In April, I co-authored (with Helen Marrow) the post “Why Anti-Immigrant Policies Matter for Population Health” briefly outlining the negative public health impacts of the Trump administration’s immigration policies. Last month’s El Paso mass shooting, public charge rule publication, and medical deferred action program termination further demonstrate the potentially fatal implications of combined anti-immigrant rhetoric and policy for population health.
Increased xenophobia, racism, and anti-immigrant sentiment were driving forces in the El Paso shooting on August 3rd. The shooter, who was arrested, posted a manifesto online before going to Walmart where he specifically targeted Mexican shoppers in “response to the Hispanic invasion of Texas.” Much of the manifesto’s rhetoric resembled language from President Trump, who called for national unity after the shooting.
But, a few days later on August 7th, the President defended an ICE raid at several Mississippi food processing plants that resulted in the arrests of 680 individuals believed to be working without authorization, calling it a “good deterrent.” The children of those detained were left with no one to care for them, and experienced significant trauma when returning home from their first day of school to empty apartments and homes.
On August 12th, the Department of Homeland Security (DHS) announced implementation of the Trump administration’s proposed public charge rule change, which makes it more difficult for lower-income immigrants from abroad to apply for legal permanent residency (green cards). Although the implementation date is October 15 and the ruling does not apply to those who already have green cards or are naturalized citizens, confusion regarding the rule and which public benefits it applies to have generated disenrollment from various public benefits among documented immigrants.
Two weeks later, on August 26th, chronically ill immigrants – many of them children – and their relatives received letters from DHS stating that the medical deferred action program was being terminated. Despite receiving vital health care in the U.S. that is unavailable in their home countries, they could be deported in 30 days without adjustment in their status.
Cumulatively, each of these events and policy decisions demonstrate severe health consequences, not only for the immigrants who are targets of such policies, but also individuals racialized as immigrants and for citizens of various ethnoracial backgrounds. In the wake of the El Paso shooting, Latinxs, regardless of documentation status, feel more vulnerable and as though they do not belong because of their ethnicity. And individuals across the nation are reminded yet again that no place is safe – church, school, movie theater, and now Walmart – from the mass shootings that have become common occurrences.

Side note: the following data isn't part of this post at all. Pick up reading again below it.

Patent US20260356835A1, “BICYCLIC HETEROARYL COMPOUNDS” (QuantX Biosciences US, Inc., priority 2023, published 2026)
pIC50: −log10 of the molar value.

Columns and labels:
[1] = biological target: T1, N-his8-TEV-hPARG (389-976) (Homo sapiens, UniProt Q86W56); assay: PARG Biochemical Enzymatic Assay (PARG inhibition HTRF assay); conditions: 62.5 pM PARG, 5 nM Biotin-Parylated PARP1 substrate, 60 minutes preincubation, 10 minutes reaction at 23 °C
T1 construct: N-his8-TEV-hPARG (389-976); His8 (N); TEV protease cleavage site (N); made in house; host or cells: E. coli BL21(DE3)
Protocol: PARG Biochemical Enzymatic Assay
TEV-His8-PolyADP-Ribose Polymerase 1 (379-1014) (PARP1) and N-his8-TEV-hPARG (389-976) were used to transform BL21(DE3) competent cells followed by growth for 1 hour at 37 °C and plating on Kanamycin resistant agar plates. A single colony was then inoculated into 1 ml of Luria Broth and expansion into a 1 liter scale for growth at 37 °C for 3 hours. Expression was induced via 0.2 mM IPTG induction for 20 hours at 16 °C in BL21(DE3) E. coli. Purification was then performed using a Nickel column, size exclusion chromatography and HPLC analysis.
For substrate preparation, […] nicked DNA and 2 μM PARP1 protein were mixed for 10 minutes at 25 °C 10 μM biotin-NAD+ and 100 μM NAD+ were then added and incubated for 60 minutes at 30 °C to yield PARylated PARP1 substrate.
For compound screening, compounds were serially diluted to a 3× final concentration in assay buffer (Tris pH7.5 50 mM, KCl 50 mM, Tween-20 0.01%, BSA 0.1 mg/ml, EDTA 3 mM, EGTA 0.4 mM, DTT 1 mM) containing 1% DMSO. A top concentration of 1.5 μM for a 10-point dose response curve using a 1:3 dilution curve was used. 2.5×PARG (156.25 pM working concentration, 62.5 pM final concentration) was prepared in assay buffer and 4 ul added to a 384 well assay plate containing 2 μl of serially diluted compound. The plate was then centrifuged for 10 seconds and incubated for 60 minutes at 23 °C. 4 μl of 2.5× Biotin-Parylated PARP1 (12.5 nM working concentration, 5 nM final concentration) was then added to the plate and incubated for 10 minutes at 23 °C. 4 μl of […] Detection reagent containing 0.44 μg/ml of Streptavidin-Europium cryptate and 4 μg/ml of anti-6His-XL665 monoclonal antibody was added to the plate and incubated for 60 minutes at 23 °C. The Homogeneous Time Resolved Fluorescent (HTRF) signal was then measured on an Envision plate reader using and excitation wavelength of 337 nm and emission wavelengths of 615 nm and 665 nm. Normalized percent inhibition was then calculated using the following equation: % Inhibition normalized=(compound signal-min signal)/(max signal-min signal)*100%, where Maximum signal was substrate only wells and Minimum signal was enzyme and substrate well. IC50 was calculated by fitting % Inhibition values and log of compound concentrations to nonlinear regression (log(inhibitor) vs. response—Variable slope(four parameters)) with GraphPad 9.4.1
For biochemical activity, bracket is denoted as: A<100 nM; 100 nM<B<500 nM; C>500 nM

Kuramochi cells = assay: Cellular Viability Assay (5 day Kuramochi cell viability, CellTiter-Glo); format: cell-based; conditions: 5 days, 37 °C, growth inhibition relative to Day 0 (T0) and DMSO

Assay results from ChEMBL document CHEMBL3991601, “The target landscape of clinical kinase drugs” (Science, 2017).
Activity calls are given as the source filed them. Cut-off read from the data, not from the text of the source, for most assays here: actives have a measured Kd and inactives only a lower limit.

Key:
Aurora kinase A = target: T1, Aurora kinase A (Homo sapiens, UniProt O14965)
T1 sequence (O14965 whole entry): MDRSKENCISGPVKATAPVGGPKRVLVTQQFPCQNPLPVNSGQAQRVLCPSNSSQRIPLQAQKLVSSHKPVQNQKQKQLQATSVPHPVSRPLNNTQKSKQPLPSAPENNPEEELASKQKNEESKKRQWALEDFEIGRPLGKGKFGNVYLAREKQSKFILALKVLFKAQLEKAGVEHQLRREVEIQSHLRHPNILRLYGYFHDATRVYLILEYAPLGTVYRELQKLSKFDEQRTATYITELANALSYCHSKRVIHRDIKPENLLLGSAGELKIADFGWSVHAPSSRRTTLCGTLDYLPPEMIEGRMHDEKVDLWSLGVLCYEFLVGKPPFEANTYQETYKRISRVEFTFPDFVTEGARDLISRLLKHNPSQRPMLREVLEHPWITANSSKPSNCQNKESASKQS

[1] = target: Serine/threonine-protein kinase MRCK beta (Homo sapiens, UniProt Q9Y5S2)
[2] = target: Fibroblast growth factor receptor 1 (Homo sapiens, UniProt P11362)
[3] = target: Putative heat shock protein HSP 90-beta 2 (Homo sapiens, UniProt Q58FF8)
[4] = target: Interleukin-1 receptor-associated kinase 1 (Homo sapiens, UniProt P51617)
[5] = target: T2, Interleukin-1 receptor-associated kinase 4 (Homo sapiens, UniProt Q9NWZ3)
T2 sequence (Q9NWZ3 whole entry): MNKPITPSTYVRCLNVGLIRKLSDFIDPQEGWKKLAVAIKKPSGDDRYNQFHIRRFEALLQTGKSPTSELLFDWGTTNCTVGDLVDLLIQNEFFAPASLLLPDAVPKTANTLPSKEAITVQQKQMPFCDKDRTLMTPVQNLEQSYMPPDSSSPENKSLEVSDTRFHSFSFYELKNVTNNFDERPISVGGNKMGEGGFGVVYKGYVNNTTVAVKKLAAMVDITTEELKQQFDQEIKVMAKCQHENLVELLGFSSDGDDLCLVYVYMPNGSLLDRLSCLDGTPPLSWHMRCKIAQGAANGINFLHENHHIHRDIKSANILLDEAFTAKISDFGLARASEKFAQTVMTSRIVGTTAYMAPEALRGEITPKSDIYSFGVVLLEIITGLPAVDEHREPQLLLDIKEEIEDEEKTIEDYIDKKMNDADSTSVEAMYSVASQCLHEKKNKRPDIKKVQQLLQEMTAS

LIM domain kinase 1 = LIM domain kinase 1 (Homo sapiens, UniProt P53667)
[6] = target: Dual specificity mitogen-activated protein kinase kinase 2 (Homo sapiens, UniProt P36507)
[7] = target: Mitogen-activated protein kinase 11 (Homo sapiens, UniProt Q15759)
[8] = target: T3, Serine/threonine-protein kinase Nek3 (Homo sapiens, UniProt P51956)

Since 2012, I have been examining how the socio-political climate has been affecting immigrants’ healthcare access in Boston, a blue state with a Republican governor. Boston could be considered a best-case scenario given that health coverage is available for all income-eligible state residents. But, immigrants still remain underinsured and receive categorically unequal coverage.
A few days after all these events occurred, I interviewed a group of healthcare professionals who serve diverse communities. One discussed how heartbroken she was, connecting El Paso and the MS ICE raids, to the callousness shown towards immigrants, and especially Latinxs. She and her colleagues have noticed an increase in anxiety, depression, stress, and fear among their Latinx and immigrant patients who feel uncertain about their future in the U.S. This fear has led some immigrants to stop seeing their medical providers and disenroll from their health coverage, especially those in mixed-status families.
And though Boston is miles away from the southern border, some asylum seekers detained there are sent to Boston jails and prisons to await their hearings, generating concerns among local immigrant and health advocates about what health care people receive in detention. As Boston has some of the country’s best hospitals, the medical deferred action program termination further galvanized local organizations and healthcare providers, some of whom filed a lawsuit to counter the administration. A local immigration attorney I spoke with shared his belief that the government – through its policies and enforcement – has created more medical needs for immigrants by inflicting physical and mental health trauma on them, their children, and communities. And my conversations with some Latinx immigrants revealed the racialized anti-immigrant discrimination many people have encountered, from being profiled and pulled over by local police to having hot coffee thrown at them and being told to return to their country.
The brunt of the fear and anxiety is not borne only by immigrants. Service providers, advocates and community members also discussed the stress and despair they feel from the “constant assault” on immigrants.One provider who does evaluations for local asylee applicants mentioned feeling like he’s on the front lines of a battlefield in a war that has gone from bad to horrific under the previous and current administration.
All of these conversations reveal the local impact of the national political landscape even in “blue” places like Boston. They also demonstrate how policy and rhetoric matter for making health a matter of life and death, not only for immigrants, but also for citizens and concerned community members. And if this is what is happening in Boston, imagine what the situation must be like elsewhere.